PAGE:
Businesses continue to mount pressure on Australian Prime Minister Julia Gillard for her plan to introduce a short-term carbon tax on industrial polluters. In a Saturday interview, leadership at British-Australian mining giant Rio Tinto raised concerns about the timing, and the potential to harm Australian business interests, if other “gorilla” countries do not follow suit.
Rio Tinto chairman Jan du Plessis told The Weekend Australian that the Gillard government ought to rethink its carbon pricing policy and timing, saying it threatened the Australian economy when other leading economies appeared to be stalling on climate change action. “The question is, how and when does Australia move in the light of the disappointment of the Copenhagen conference and in light of the fact there are very few signs the big gorillas – the US and China – really are going to be moving,” the London-based Mr du Plessis said in Sydney.
Rio is the world’s third-biggest miner and is a leading supplier of coal to Asia, and according to The Australian, earned 70 per cent of its 2010 profit from Australian operations.
The remarks come on the heels of aluminum giant Alcoa’s statement to a Senate committee in Perth that it has already made substantial voluntary cuts to its carbon emissions, and the company would be at a disadvantage if it is forced to make further cuts under a carbon tax, reports the Sidney Morning Herald.
Tim McAuliffe, general manager of Alcoa’s climate strategy, told the committee that Alcoa’s current greenhouse gas emissions are 40 per cent below 1990 levels across its Australian operations. “The next lot of emission reductions for Alcoa will be very expensive because the low hanging fruit is gone,” he said. McAuliffe said there are some sectors and companies who will be able to significantly reduce their carbon emissions because unlike Alcoa they hadn’t done so in the past.
Essentially, the message from big business is that Australia can’t afford to move to a clean energy future.
It’s been just over two months since the February 24 announcement for a short-term carbon tax plan taking effect in July 2012, and applied for three to five years before a full emissions trading scheme would take effect. At the time, Gillard said, “we can’t afford not to move to a clean energy future,” reports smartcompany.au.
Recently, the Business Council of Australia – a group of CEOs from 100 leading Australian corporations – warned that the proposal would hurt industry and kill jobs. Gillard remained resolute on the carbon tax plan.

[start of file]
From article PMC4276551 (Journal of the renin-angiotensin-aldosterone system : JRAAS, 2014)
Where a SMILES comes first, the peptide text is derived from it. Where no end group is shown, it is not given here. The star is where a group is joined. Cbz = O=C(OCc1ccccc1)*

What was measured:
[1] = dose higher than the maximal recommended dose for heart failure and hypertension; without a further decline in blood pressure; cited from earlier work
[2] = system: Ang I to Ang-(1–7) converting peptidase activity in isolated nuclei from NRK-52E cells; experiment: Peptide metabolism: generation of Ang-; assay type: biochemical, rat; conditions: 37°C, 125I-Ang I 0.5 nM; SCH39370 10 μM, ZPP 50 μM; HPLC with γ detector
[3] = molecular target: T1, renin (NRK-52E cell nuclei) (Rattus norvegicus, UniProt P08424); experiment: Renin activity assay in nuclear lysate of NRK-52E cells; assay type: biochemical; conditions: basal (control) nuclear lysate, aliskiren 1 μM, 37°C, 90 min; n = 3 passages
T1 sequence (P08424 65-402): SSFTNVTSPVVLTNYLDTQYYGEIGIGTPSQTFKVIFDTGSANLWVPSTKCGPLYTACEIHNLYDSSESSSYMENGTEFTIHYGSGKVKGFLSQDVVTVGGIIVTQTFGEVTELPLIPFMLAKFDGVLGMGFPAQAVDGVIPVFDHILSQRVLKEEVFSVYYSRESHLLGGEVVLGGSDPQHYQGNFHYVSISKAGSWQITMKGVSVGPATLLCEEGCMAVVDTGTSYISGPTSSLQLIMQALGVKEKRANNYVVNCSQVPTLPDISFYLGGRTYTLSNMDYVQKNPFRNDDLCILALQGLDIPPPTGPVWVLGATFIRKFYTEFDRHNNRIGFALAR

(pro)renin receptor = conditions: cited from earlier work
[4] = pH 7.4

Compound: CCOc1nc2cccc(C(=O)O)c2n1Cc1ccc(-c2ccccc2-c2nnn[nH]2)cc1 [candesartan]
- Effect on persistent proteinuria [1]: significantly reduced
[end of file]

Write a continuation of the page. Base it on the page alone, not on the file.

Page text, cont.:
Also Saturday the Washington-based group The Business Roundtable, a similar group of CEOs from companies such as General Electric and Exxon Mobil, urged the Obama administration to abandon efforts to regulate greenhouse gases from industrial polluters, writes Bloomberg.com.
The group wants the EPA to scrap its “stifling” rules for power plants and oil refineries, and wait for Congress to craft legislation. With the statement, the Roundtable joins business lobbying group the Chamber of Commerce, Republican lawmakers, and some Democrats who also have called for blocking or delaying the EPA rules.
The EPA’s ability to regulate carbon emissions was one of the key points of contention in April’s narrowly avoided budget impasse and government shut-down. According to the Bloomberg report, it is likely that President Obama will veto any legislation that strips the EPA of its power to regulate carbon-dioxide pollution.
From an entirely different angle, the watchdog group Transparency International (TI) released a report Saturday, critical of carbon markets. The 400-page report, “Global Corruption: Climate Change,” finds that stronger oversight is needed in the many countries most able to impact climate change — thus, making any policies more effective, reports Reuters. The report is critical of the European Union’s $134 billion scandal-riddled carbon market as well as questions the integrity of the U.N.’s Clean Development Mechanism (CDM).
The Berlin-based group estimated that total global climate change investments will reach almost $700 billion by 2020. “Where huge amounts of money flow through new and untested financial markets and mechanisms, there is always a risk of corruption,” the report said.